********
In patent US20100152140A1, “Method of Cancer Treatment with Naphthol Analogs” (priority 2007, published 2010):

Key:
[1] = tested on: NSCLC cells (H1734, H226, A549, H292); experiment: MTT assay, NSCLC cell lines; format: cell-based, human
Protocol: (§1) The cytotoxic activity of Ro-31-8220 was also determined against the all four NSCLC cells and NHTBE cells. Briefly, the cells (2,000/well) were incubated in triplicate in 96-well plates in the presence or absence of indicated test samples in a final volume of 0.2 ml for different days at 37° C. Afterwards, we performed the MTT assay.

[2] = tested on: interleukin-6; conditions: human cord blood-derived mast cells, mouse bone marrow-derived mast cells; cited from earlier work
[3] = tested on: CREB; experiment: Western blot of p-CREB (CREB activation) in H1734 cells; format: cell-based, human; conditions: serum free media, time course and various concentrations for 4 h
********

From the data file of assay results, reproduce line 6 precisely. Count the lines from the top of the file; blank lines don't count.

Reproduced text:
[3] = tested on: CREB; experiment: Western blot of p-CREB (CREB activation) in H1734 cells; format: cell-based, human; conditions: serum free media, time course and various concentrations for 4 h